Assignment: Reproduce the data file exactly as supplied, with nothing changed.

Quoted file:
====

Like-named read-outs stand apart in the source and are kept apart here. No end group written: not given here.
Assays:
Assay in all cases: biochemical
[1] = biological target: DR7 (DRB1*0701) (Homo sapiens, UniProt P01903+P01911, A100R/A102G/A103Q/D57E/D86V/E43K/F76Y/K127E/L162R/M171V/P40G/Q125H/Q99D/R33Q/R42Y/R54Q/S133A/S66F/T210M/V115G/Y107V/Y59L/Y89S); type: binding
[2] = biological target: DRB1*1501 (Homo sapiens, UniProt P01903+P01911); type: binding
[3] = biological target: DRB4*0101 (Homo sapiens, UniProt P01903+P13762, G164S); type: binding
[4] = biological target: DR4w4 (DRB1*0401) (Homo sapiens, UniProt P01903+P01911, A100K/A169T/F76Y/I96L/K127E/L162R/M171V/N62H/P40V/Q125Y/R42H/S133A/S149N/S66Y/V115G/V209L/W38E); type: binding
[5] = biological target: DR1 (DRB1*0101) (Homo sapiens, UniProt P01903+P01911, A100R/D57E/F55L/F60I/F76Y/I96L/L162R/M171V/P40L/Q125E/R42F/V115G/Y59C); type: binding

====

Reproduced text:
Like-named read-outs stand apart in the source and are kept apart here. No end group written: not given here.
Assays:
Assay in all cases: biochemical
[1] = biological target: DR7 (DRB1*0701) (Homo sapiens, UniProt P01903+P01911, A100R/A102G/A103Q/D57E/D86V/E43K/F76Y/K127E/L162R/M171V/P40G/Q125H/Q99D/R33Q/R42Y/R54Q/S133A/S66F/T210M/V115G/Y107V/Y59L/Y89S); type: binding
[2] = biological target: DRB1*1501 (Homo sapiens, UniProt P01903+P01911); type: binding
[3] = biological target: DRB4*0101 (Homo sapiens, UniProt P01903+P13762, G164S); type: binding
[4] = biological target: DR4w4 (DRB1*0401) (Homo sapiens, UniProt P01903+P01911, A100K/A169T/F76Y/I96L/K127E/L162R/M171V/N62H/P40V/Q125Y/R42H/S133A/S149N/S66Y/V115G/V209L/W38E); type: binding
[5] = biological target: DR1 (DRB1*0101) (Homo sapiens, UniProt P01903+P01911, A100R/D57E/F55L/F60I/F76Y/I96L/L162R/M171V/P40L/Q125E/R42F/V115G/Y59C); type: binding